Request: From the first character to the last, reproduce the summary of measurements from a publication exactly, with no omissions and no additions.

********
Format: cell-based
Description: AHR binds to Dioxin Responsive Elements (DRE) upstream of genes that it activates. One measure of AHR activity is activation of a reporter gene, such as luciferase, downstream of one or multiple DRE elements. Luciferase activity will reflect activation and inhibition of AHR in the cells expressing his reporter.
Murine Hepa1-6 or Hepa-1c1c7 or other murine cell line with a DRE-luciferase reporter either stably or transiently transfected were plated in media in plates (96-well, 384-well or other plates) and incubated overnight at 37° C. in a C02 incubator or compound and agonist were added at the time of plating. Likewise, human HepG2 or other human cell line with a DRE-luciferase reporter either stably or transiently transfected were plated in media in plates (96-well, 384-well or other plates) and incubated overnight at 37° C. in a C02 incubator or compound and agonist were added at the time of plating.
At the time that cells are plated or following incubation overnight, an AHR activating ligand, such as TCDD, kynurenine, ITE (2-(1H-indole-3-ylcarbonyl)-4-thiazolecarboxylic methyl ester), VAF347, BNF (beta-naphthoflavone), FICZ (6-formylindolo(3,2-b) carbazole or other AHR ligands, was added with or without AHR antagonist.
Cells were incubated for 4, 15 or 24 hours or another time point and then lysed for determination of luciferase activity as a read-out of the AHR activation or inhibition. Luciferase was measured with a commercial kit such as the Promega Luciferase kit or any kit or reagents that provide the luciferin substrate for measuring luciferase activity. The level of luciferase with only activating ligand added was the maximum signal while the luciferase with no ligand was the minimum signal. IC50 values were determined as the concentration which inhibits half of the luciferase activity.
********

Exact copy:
Format: cell-based
Description: AHR binds to Dioxin Responsive Elements (DRE) upstream of genes that it activates. One measure of AHR activity is activation of a reporter gene, such as luciferase, downstream of one or multiple DRE elements. Luciferase activity will reflect activation and inhibition of AHR in the cells expressing his reporter.
Murine Hepa1-6 or Hepa-1c1c7 or other murine cell line with a DRE-luciferase reporter either stably or transiently transfected were plated in media in plates (96-well, 384-well or other plates) and incubated overnight at 37° C. in a C02 incubator or compound and agonist were added at the time of plating. Likewise, human HepG2 or other human cell line with a DRE-luciferase reporter either stably or transiently transfected were plated in media in plates (96-well, 384-well or other plates) and incubated overnight at 37° C. in a C02 incubator or compound and agonist were added at the time of plating.
At the time that cells are plated or following incubation overnight, an AHR activating ligand, such as TCDD, kynurenine, ITE (2-(1H-indole-3-ylcarbonyl)-4-thiazolecarboxylic methyl ester), VAF347, BNF (beta-naphthoflavone), FICZ (6-formylindolo(3,2-b) carbazole or other AHR ligands, was added with or without AHR antagonist.
Cells were incubated for 4, 15 or 24 hours or another time point and then lysed for determination of luciferase activity as a read-out of the AHR activation or inhibition. Luciferase was measured with a commercial kit such as the Promega Luciferase kit or any kit or reagents that provide the luciferin substrate for measuring luciferase activity. The level of luciferase with only activating ligand added was the maximum signal while the luciferase with no ligand was the minimum signal. IC50 values were determined as the concentration which inhibits half of the luciferase activity.